4 Responses to “Rewilding Programs”

  1. rebecca vitale mandichMarch 23, 2013 at 12:45 am #

    I am so glad you are here working on these issues that are of utmost importance to our planet and our wildlife…
    you are totally doing the right thing ..it is literally the only thing that is the truth …
    Thank you for your great insight and keep at it for the wild ones and the planet
    love…. light and blessings
    Rebecca

  2. MikeMay 19, 2013 at 3:47 pm #

    Unfortunately I missed the live JPR interview with Mr Foreman.

    The lockout argument brought up by a listener is the comment of those who use motor vehicles and value only consumptive use, utterlyunaware of sound and its effects on behavior and resulting effects on entire ecosystems . I have noticed that such half-truths and outright falsehoods are often the popular rhetoric.

    Introducing an example of a phenomenon called “moving baseline syndrome”:

    Just a few years back in Humboldt Bay we noticed the increased population of Aleutian/Canada Geese. The best year, I was overoptimistically looking forward to vast flocks as in the past (I have a past with uncountable birds). But then, the CA DFW opened up the season for massive killing, and never since have we seen as many.
    In DFG now DFW, we hear rationales like “too many – must be managed.” The first caller on the interview was clearly subject to this and another fallacy to which I’ll refer.
    Moving baseline syndrome has to do with what a person experienced in youth.
    Far too many people desire only their idyllic imagined youth, and fear more biodiversity. I often encounter those who inordinately fear bear (perhaps expecting that they have some right to approach large members of carnivora sp.), and of course, incidents like the young teacher from the lower 48, who expected to go for a jog with her ears plugged by tunes in Alaska last year who was tasted by a wolf pack. (Running was a favorite thing for me, but I did never let it interfere with other animals’ activities, and have many times benefited from stopping and interacting (or completely withdrawing) at respectful distances with many animals. I believe that respect allows far greater opportunity for learning).

    The other fallacy I mentioned is Entitlement:
    the belief that humans are nonchalantly entitled to use whatever space exists. Remember the “ironman” competitor in Solana Beach who was et by a shark a couple years past? The astonishing human thirst for revenge that brought out helicopter and other official search for the shark, didn’t quit for a week. He was swimming off Tabletop, a spooky reef of part of my youthful surfing. way back. I suppose the arrogance is well-defined as “refusing to validate the food chain.”

    On our present failure to validate:
    Things are spooky for good reason, as we have native ingrained skills which should tell us to be cautious. Guns have changed this, and denied us our own capacities.
    Yet guns are part of a moving baseline syndrome, that raise hidden fears among us, while blunting our senses in every way imaginable. Hunting was always harsh necessity and individually cruel, but the distance-killing of guns divorced humans from the up-close deep recognition of the life of others which may be a very important part of our species’ psychological makeup for fulfilled life.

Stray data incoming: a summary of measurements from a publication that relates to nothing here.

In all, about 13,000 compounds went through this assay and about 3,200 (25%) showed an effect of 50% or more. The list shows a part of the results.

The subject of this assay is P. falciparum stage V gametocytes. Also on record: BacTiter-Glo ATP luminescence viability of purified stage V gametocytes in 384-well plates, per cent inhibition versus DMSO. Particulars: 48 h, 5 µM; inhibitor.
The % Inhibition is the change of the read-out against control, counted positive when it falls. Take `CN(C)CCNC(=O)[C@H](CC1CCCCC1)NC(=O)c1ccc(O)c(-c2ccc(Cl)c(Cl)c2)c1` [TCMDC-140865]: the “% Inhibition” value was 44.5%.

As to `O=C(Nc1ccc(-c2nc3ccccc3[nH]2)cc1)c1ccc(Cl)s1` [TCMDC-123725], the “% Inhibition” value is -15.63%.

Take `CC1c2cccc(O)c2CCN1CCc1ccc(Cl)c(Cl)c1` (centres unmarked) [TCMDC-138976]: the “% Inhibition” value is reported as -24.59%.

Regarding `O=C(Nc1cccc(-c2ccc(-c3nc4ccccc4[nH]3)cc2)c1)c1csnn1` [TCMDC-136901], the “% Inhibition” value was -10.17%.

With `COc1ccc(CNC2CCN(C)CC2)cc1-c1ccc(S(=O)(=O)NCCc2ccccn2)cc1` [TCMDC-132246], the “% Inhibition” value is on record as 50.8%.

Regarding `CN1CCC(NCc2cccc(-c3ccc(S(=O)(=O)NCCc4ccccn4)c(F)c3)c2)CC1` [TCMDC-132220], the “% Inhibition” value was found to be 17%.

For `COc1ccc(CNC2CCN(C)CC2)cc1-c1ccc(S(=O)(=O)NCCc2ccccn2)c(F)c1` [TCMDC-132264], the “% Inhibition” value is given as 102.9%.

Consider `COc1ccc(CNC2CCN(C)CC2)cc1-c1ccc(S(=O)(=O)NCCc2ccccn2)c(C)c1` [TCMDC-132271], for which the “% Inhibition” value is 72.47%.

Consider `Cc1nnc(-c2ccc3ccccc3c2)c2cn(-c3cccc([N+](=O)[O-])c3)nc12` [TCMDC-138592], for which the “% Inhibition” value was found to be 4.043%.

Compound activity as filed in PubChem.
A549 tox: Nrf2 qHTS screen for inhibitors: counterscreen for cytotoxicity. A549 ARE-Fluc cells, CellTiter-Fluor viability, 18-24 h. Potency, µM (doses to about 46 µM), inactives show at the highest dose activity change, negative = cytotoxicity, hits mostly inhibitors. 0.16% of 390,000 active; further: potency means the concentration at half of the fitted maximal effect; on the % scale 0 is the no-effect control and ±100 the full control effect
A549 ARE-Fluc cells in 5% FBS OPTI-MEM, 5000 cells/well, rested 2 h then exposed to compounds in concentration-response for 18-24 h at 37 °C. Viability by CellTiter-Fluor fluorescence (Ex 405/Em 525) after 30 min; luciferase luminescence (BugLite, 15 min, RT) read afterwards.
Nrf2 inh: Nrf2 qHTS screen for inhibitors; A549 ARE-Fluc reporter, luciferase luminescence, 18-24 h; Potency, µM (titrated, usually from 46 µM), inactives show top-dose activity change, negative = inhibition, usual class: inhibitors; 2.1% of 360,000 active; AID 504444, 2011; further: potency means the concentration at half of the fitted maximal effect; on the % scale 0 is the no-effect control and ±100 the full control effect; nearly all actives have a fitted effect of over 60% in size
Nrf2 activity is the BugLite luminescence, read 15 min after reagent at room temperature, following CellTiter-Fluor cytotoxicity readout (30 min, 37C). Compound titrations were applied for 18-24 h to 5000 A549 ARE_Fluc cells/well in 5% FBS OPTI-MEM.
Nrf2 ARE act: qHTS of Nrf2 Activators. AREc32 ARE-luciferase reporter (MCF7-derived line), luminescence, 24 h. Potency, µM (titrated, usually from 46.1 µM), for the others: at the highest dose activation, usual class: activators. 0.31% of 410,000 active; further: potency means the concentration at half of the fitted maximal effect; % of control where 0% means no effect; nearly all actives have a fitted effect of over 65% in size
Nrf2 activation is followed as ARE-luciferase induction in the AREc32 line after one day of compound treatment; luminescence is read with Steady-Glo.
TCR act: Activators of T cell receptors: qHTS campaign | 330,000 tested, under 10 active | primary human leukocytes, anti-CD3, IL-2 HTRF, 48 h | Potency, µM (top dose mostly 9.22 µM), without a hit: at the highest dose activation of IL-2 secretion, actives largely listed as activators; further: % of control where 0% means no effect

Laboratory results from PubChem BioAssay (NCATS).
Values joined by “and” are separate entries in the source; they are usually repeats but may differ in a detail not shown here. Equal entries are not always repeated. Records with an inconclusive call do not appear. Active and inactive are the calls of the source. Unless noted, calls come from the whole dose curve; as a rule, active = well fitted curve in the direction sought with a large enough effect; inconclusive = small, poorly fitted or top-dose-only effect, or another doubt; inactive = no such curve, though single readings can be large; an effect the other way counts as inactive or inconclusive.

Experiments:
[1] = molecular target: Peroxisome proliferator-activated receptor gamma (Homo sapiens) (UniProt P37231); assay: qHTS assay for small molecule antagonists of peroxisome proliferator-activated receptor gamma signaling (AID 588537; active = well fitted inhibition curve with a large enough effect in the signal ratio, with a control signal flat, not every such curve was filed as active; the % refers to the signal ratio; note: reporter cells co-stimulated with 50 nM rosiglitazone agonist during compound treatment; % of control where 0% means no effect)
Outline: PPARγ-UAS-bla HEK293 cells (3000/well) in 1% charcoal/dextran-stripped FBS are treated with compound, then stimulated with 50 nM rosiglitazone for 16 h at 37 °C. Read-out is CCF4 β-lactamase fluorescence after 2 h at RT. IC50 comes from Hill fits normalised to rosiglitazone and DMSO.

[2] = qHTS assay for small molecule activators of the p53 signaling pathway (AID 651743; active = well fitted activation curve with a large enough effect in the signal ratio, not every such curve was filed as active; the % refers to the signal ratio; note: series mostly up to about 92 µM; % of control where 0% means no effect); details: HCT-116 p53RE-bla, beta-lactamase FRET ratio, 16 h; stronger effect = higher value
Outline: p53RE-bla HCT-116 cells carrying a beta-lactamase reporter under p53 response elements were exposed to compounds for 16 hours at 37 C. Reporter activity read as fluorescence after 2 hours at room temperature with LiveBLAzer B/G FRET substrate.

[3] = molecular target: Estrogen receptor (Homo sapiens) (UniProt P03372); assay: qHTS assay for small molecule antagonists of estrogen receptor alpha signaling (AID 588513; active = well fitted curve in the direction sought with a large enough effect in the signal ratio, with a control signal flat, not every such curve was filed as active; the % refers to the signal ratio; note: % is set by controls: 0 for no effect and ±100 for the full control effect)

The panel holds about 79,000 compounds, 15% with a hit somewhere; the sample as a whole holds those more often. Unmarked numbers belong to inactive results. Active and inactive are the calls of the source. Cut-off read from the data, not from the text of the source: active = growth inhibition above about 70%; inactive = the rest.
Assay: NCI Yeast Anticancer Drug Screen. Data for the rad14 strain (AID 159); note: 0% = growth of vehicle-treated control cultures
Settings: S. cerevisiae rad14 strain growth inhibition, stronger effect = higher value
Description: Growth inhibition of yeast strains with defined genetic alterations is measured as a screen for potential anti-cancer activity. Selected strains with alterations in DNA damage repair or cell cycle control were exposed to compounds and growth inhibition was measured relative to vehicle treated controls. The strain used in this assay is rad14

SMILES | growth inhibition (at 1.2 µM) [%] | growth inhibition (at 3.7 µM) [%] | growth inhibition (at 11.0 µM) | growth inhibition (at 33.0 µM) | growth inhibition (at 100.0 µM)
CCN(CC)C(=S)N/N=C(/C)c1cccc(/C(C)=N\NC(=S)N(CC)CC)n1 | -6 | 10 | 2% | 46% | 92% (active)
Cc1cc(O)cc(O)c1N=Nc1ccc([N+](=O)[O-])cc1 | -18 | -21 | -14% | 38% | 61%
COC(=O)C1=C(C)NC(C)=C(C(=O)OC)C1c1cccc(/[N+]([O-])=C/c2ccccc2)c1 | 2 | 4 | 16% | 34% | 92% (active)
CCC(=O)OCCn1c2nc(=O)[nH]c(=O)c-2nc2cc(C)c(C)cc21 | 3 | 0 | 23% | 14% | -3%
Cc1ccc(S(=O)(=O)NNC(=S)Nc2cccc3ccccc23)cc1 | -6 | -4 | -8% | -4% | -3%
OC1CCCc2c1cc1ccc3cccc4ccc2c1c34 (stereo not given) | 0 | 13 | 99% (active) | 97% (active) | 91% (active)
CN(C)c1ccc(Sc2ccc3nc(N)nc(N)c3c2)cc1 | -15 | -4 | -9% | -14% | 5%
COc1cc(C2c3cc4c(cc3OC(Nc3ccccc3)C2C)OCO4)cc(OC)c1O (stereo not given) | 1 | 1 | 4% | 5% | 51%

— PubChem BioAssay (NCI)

Those of us who have killed (without guns and some with) will mostly agree that the baseline should be moved far, far back, to the least possible taking of the lives of other beings. In traditional societies there were other lives that an individual refrained from taking, so that each might learn from an ally or friend of another kind. In working with such ideas for a lifetime, we can yet find more illumination about the necessity and the vital beauty of rewilding our own experience and of Earth.

    Yet, rewilding is up against an increasing social baseline of intolerance due to the unfettered power to eradicate that which does not profit one. Since we, like other animals from fish on up, at least, operate our brains through structures and processes which include fear and other related emotions, these need to be addressed in strategizing for rewilding.
    Inordinate pervasive and persistent fear is the motivator in a culture solely focused on social existence, when the social portions and activities of the human brain are merely a part of our lives, a woefully incomplete, unfulfilling part.
    Antidotes?
    Well, as the woman caller with an accent implied, our empathy must either extend to all, even to those feared, or it will shrink to nothing and no one at all. This is your mission, should you choose to accept it. (Me? I’m on the side of the Wolf, and have to keep a safe distance out of your sight! Let me know when it’s safe for us.)

  3. Radha Louise BurkartAugust 28, 2015 at 8:44 am #

    Dear Dave and the Rewilding Staff:

    When I heard your story on the Ted News Hour on NPR news August 28th, I immediately rushed to my computer to look up your website. I said \”finally, the most super duper idea yet to help save our natural world.\”

    I am a retired female with COPD but I want to do something-anything I can manage- to be a part of this fantastic idea. So, off I go to read more amazing stories and information on your beloved site…

    Thank you all for being the most brillant people on PLANET EARTH!!!

    Sincerely,
    Radha

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